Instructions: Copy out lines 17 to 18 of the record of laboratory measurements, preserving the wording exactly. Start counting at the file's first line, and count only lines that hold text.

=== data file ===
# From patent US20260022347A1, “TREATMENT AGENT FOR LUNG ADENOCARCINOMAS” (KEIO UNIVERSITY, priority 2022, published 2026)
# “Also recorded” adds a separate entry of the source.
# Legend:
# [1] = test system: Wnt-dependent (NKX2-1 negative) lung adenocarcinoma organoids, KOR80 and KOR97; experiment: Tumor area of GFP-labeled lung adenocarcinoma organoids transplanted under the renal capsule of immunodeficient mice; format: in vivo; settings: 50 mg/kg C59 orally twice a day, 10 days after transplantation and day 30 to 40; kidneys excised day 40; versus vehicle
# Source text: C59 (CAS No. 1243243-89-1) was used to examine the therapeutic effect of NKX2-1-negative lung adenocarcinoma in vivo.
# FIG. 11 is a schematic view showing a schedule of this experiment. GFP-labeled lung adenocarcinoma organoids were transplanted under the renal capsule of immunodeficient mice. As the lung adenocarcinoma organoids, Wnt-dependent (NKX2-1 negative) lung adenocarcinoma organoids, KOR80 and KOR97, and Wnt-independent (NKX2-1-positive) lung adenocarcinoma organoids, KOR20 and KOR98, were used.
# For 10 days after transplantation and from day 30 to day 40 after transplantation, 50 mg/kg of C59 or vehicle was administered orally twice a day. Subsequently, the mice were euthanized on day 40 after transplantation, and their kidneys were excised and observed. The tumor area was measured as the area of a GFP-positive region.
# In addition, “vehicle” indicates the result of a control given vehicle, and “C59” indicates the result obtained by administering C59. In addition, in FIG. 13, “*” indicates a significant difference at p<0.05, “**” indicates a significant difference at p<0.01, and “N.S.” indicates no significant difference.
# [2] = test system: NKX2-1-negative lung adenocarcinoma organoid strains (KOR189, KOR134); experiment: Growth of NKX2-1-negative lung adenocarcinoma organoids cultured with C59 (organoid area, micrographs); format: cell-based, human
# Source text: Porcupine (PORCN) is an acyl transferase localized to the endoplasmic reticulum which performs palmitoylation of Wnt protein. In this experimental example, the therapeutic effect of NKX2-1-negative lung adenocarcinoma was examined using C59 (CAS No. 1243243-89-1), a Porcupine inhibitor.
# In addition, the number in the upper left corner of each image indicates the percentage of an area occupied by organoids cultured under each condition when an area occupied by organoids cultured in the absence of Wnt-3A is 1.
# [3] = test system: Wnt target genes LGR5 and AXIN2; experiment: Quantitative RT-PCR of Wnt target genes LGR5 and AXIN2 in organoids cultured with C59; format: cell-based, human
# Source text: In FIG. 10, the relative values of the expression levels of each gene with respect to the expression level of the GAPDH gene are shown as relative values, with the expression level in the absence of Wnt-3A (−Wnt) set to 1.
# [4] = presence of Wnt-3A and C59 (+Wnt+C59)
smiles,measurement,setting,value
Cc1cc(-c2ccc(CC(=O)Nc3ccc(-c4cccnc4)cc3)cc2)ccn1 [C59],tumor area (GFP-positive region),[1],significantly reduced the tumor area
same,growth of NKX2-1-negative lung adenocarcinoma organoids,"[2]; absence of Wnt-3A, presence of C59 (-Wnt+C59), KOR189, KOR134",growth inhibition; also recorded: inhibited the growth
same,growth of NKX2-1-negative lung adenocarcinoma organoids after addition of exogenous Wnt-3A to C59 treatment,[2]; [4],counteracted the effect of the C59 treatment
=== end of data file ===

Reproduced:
same,growth of NKX2-1-negative lung adenocarcinoma organoids,"[2]; absence of Wnt-3A, presence of C59 (-Wnt+C59), KOR189, KOR134",growth inhibition; also recorded: inhibited the growth
same,growth of NKX2-1-negative lung adenocarcinoma organoids after addition of exogenous Wnt-3A to C59 treatment,[2]; [4],counteracted the effect of the C59 treatment